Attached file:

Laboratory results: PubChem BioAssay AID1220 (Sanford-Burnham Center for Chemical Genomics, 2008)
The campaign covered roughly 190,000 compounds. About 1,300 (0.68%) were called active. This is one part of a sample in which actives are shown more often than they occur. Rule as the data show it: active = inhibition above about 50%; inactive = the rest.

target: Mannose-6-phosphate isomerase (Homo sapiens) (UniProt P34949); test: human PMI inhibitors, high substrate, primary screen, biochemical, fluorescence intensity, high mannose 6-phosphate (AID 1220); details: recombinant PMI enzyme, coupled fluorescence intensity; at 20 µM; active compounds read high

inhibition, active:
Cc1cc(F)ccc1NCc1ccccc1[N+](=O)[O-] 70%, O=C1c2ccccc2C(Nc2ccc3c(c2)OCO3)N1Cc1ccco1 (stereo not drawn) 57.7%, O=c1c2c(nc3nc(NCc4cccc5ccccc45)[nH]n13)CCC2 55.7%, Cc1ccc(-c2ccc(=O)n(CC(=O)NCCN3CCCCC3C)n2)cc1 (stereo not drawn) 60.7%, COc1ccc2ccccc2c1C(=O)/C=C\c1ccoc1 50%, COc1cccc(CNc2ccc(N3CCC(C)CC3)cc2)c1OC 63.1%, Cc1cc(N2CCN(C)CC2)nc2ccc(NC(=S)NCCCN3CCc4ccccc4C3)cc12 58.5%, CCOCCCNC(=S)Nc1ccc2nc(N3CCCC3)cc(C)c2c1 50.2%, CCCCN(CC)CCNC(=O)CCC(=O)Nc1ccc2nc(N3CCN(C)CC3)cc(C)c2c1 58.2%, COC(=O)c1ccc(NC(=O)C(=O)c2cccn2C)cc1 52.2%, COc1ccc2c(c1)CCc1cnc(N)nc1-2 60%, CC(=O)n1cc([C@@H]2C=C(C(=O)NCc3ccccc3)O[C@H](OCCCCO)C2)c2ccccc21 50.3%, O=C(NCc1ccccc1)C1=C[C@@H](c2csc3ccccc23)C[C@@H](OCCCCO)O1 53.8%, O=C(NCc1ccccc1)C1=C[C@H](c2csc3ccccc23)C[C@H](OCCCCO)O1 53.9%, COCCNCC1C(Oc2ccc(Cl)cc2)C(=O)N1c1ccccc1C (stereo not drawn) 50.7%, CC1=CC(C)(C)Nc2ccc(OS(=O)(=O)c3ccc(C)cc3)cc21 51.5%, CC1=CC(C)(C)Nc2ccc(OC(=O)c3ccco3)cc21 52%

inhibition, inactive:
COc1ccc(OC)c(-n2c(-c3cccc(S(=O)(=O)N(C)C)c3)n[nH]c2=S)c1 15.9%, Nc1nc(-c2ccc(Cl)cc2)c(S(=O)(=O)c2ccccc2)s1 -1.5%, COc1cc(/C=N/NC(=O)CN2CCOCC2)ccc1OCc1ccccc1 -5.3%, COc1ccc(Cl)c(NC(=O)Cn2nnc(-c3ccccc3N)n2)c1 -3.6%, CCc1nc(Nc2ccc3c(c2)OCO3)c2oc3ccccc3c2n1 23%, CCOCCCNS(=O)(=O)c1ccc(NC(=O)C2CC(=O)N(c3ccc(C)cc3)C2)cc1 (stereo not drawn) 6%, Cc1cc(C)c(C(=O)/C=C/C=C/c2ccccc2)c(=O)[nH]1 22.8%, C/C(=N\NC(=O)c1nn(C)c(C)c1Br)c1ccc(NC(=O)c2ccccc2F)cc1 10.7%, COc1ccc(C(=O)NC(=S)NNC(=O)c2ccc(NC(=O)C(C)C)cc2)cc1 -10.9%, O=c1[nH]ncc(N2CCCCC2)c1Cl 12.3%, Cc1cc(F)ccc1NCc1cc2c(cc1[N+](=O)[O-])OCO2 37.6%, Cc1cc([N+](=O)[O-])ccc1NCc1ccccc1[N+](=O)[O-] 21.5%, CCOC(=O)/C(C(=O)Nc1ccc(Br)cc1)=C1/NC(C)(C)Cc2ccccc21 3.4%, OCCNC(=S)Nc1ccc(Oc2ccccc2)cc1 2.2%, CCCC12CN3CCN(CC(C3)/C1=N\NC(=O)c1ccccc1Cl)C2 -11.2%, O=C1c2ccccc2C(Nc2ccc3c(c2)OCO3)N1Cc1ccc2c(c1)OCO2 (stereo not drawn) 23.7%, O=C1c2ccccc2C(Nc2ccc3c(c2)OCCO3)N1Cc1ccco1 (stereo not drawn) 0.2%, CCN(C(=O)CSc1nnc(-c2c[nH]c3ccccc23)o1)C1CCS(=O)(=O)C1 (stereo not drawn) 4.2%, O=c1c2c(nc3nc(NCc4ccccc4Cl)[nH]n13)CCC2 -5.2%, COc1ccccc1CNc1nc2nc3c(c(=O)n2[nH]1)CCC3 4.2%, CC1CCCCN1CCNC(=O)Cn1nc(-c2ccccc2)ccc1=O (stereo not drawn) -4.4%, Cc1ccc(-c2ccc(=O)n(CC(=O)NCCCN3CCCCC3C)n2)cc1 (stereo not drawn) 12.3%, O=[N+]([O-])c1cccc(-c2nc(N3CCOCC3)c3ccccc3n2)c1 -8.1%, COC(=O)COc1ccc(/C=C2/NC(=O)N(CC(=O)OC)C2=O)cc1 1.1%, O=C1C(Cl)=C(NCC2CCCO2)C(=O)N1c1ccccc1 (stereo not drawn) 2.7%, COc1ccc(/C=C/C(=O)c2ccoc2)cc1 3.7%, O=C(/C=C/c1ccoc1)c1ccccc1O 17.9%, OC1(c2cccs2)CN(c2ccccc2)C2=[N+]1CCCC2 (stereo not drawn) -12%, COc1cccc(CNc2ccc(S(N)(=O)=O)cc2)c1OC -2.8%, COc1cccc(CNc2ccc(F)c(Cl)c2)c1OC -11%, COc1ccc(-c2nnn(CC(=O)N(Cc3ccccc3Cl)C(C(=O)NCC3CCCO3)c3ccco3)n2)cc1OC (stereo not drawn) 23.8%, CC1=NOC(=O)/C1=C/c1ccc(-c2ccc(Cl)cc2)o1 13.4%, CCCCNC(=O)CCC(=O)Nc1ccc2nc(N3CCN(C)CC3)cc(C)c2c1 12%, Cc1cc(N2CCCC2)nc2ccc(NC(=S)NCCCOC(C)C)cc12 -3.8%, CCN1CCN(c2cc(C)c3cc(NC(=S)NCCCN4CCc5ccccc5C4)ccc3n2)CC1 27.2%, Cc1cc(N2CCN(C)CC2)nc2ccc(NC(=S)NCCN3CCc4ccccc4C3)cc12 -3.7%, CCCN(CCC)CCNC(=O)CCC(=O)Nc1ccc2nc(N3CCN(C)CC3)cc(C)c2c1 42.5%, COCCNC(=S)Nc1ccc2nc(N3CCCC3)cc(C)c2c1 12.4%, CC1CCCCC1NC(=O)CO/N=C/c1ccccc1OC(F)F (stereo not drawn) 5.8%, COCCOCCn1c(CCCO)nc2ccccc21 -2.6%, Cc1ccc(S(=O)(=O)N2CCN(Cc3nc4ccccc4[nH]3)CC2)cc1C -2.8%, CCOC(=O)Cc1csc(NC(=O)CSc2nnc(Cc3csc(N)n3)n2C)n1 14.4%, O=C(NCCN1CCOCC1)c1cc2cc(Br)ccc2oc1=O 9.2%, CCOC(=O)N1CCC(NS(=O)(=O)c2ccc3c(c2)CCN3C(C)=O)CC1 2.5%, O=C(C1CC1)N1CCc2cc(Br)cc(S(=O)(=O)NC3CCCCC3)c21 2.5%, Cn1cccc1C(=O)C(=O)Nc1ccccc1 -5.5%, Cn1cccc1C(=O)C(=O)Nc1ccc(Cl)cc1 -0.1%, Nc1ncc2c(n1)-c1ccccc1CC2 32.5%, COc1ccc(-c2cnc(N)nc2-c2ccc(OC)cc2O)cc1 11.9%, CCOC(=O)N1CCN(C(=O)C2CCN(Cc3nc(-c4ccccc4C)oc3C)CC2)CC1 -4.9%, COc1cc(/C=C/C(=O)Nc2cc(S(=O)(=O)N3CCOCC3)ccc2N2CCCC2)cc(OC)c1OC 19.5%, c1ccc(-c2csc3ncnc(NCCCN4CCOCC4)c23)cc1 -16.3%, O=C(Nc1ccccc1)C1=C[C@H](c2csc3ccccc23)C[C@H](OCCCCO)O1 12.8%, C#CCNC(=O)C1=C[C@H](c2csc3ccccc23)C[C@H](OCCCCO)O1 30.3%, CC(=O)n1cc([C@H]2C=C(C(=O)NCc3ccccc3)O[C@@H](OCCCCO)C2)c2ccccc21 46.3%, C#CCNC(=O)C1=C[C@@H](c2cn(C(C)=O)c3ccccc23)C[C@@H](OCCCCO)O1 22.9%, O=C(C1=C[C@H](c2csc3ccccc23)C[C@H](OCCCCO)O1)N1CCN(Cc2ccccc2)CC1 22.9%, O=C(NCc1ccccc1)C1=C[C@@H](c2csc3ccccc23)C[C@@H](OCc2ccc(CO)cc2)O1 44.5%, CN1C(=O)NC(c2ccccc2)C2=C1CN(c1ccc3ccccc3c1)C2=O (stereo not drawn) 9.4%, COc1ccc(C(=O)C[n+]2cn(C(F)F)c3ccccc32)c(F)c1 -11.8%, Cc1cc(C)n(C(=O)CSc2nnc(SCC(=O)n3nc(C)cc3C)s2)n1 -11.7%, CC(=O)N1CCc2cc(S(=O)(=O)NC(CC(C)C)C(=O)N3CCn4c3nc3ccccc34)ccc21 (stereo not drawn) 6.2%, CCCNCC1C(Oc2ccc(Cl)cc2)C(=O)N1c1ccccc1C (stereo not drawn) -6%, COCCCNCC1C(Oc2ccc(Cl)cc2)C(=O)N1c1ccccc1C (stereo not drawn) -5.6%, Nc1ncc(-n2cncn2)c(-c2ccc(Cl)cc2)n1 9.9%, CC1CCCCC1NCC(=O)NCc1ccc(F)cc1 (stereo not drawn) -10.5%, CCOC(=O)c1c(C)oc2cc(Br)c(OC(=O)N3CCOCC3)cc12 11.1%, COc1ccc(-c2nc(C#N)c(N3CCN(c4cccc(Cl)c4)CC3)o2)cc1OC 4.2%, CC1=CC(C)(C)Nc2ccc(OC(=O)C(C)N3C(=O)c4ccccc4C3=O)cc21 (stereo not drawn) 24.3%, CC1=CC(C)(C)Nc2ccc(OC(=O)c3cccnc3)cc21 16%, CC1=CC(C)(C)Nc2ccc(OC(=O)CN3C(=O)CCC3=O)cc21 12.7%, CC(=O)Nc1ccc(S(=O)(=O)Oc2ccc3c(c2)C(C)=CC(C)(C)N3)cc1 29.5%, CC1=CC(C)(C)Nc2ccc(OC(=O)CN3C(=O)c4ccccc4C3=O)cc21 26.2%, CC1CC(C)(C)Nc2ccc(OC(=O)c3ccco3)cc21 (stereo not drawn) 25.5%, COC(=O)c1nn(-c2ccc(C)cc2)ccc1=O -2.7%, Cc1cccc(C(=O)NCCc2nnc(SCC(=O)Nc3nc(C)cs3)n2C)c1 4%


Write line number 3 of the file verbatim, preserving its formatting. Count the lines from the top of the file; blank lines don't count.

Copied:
target: Mannose-6-phosphate isomerase (Homo sapiens) (UniProt P34949); test: human PMI inhibitors, high substrate, primary screen, biochemical, fluorescence intensity, high mannose 6-phosphate (AID 1220); details: recombinant PMI enzyme, coupled fluorescence intensity; at 20 µM; active compounds read high